Tories confirm they will scrap ContactPoint

Shadow Schools Secretary Michael Gove has confirmed that the Tories will scrap ContactPoint – aka the Children’s Index – if they win the next election. Speaking to the Telegraph, he expressed his concern that ContactPoint, which will contain details of (almost) every child in the UK will be exploited by paedophiles. The project, which involves the likes of PA Consulting (recently rapped for losing a memory stick containing prisoner and repeat offender information), ‘can never be secure’ according to Gove.

Whilst the paedophile argument is, I suppose, legitimate, it smacks of pandering to the red-tops for a bit of a soundbite. However, the policy itself is sound, and in fact essential for the Conservatives if they are to maintain their continued opposition to the National Identity Scheme.

My fears about ContactPoint stem from the incredible potential for function creep. The government has already said that it will be used to ‘track criminals’, so it’s only a matter of time before its usage extends far beyond the protection of chiildren. After all, councils are at pains to emphasise that it won’t record fruit and vegetable consumption – which can only mean that this has been given serious consideration at some point. Good grief.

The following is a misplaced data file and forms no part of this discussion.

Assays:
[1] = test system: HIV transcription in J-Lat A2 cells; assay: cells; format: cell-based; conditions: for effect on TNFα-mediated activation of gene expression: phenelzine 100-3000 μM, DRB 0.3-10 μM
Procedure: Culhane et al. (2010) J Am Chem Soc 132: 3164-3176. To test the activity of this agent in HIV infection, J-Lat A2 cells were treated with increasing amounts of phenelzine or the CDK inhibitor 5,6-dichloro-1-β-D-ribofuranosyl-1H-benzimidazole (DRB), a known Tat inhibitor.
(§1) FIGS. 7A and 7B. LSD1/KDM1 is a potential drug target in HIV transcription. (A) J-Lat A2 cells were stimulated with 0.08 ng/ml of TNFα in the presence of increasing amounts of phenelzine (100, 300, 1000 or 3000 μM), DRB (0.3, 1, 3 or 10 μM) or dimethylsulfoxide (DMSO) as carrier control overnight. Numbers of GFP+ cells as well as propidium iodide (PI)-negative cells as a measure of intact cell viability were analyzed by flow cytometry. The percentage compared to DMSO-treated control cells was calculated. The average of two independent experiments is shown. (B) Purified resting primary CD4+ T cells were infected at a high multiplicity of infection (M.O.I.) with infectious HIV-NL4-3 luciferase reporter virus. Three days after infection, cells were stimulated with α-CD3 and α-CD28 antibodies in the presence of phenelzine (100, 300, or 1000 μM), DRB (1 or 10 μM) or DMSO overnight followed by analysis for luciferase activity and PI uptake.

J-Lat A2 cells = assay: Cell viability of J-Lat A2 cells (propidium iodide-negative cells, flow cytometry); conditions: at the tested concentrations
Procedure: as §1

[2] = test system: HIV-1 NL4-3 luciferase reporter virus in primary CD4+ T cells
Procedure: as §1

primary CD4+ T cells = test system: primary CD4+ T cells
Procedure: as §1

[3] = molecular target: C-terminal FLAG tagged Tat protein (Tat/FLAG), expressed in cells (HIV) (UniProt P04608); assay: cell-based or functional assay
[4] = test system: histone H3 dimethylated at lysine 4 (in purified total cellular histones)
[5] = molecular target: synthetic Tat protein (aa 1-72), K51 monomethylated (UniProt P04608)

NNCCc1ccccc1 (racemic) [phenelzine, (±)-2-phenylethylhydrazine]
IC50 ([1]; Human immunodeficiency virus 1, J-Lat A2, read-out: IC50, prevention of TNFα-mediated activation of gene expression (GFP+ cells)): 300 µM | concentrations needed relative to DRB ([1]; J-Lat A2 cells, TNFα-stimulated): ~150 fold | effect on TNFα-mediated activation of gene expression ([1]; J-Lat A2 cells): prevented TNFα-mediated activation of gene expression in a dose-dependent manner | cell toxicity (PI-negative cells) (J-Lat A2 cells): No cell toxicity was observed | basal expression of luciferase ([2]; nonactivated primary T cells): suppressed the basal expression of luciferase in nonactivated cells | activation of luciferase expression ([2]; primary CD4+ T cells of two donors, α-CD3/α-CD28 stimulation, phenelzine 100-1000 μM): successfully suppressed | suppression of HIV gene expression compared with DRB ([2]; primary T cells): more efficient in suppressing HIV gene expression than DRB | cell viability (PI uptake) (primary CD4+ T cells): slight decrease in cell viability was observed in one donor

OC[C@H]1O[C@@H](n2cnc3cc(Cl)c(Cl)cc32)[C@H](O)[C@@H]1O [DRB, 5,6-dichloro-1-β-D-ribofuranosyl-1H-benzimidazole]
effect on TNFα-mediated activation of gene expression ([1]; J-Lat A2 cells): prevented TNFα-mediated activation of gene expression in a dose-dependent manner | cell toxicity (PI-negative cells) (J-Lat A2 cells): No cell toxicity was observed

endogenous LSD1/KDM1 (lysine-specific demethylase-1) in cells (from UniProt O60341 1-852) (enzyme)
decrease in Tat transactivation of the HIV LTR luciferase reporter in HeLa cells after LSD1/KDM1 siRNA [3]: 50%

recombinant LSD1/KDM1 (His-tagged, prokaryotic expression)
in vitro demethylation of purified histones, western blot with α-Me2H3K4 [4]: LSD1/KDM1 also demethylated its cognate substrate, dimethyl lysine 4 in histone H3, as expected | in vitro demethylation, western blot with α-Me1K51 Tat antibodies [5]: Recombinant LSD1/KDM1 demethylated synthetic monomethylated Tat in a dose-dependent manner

Furthermore, how can data be kept secure on a system with an expected 300,000 authorised users? Well, it can’t. Plain and simple. And that’s why the policy is that it won’t contain the contact details for children of celebrities and political figures. That’s OK then, since the rest of us are so much less important and our details simply aren’t worth having.

I understand that the ContactPoint team have been to great pains to ensure that they comply with the Data Protection Act, and I’ve heard representatives from the Information Commissioner’s Office confirm this. But it’s a classic example of the Data Protection Act being used as the maximum target for what needs to be achieved, rather than the minimum needs for protecting privacy. This is the DPA as an annoying compliance hurdle rather than something to be embraced and respected. And that needs to change.